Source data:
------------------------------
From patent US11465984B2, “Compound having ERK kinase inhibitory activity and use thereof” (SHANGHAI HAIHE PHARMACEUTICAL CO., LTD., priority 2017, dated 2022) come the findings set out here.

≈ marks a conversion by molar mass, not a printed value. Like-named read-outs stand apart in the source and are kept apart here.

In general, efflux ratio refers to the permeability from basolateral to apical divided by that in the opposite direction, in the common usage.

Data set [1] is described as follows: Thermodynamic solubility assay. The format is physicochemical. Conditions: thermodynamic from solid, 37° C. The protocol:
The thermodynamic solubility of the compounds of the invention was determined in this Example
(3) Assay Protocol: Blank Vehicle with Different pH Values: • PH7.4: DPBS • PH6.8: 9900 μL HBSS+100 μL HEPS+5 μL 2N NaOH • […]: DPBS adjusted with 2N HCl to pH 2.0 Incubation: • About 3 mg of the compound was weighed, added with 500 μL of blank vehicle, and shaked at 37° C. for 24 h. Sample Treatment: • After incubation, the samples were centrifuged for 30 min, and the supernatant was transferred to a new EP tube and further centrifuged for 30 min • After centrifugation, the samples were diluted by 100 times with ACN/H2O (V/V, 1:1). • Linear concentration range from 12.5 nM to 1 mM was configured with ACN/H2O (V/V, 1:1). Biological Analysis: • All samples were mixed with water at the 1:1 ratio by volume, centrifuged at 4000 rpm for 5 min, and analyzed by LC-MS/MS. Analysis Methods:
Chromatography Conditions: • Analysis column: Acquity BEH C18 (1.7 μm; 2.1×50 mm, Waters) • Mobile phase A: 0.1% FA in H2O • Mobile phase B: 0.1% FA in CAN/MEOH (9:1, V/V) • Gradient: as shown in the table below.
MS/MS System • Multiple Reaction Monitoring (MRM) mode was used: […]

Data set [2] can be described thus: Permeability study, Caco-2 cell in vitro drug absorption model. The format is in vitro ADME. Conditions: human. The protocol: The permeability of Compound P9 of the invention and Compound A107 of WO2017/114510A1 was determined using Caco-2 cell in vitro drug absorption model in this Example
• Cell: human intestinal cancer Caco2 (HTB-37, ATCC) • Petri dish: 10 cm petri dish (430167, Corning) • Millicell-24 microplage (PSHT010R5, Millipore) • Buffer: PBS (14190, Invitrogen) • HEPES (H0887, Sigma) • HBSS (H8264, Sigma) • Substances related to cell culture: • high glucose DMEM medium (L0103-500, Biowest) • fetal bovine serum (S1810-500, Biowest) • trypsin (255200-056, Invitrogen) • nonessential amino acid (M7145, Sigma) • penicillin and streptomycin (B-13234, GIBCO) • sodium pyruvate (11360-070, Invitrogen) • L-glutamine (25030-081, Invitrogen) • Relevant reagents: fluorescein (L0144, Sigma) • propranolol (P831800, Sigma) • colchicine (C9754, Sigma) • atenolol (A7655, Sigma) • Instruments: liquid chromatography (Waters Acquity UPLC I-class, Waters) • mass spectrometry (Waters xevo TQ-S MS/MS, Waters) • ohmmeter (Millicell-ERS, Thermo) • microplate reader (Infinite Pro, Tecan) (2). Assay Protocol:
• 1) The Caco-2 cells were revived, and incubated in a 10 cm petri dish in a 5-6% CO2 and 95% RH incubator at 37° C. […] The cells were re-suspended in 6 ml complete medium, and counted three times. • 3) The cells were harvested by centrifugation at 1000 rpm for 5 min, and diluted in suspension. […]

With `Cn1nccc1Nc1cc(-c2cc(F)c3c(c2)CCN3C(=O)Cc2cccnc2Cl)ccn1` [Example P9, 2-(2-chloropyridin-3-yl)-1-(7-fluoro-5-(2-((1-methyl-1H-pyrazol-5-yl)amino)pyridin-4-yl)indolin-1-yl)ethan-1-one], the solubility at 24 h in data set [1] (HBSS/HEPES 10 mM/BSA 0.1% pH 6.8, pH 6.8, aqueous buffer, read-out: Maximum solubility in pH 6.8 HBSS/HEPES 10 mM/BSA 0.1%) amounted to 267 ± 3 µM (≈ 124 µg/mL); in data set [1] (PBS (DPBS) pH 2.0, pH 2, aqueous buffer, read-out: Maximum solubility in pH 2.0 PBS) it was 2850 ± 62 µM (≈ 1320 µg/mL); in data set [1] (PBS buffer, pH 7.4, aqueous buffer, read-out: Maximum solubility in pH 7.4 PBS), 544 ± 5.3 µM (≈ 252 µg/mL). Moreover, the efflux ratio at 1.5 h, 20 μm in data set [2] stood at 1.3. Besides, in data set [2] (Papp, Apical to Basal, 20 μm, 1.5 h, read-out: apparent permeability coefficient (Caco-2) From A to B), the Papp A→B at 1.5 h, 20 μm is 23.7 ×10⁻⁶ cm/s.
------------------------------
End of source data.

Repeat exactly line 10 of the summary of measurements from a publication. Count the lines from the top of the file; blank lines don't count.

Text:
• Cell: human intestinal cancer Caco2 (HTB-37, ATCC) • Petri dish: 10 cm petri dish (430167, Corning) • Millicell-24 microplage (PSHT010R5, Millipore) • Buffer: PBS (14190, Invitrogen) • HEPES (H0887, Sigma) • HBSS (H8264, Sigma) • Substances related to cell culture: • high glucose DMEM medium (L0103-500, Biowest) • fetal bovine serum (S1810-500, Biowest) • trypsin (255200-056, Invitrogen) • nonessential amino acid (M7145, Sigma) • penicillin and streptomycin (B-13234, GIBCO) • sodium pyruvate (11360-070, Invitrogen) • L-glutamine (25030-081, Invitrogen) • Relevant reagents: fluorescein (L0144, Sigma) • propranolol (P831800, Sigma) • colchicine (C9754, Sigma) • atenolol (A7655, Sigma) • Instruments: liquid chromatography (Waters Acquity UPLC I-class, Waters) • mass spectrometry (Waters xevo TQ-S MS/MS, Waters) • ohmmeter (Millicell-ERS, Thermo) • microplate reader (Infinite Pro, Tecan) (2). Assay Protocol: